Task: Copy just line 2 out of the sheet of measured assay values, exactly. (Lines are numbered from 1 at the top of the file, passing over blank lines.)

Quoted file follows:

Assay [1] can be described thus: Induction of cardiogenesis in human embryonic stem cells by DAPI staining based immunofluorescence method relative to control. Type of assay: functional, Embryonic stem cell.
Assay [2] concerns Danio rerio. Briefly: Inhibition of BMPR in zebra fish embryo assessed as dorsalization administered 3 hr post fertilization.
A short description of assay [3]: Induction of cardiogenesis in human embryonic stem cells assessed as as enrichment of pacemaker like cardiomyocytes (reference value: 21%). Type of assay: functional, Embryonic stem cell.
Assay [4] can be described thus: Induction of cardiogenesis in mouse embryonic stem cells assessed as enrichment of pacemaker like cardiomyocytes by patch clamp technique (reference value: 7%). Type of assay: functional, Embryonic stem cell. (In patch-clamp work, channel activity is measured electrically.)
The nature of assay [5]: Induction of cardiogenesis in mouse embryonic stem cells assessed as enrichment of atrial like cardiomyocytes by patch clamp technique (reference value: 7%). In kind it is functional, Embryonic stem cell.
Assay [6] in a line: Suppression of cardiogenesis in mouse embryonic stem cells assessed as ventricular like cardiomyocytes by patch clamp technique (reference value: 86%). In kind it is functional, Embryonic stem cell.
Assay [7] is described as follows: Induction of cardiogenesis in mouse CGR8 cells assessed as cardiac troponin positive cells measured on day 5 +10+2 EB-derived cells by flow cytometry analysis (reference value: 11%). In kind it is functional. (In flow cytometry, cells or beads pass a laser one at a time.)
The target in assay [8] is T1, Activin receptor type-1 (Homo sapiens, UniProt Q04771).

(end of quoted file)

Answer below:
Assay [2] concerns Danio rerio. Briefly: Inhibition of BMPR in zebra fish embryo assessed as dorsalization administered 3 hr post fertilization.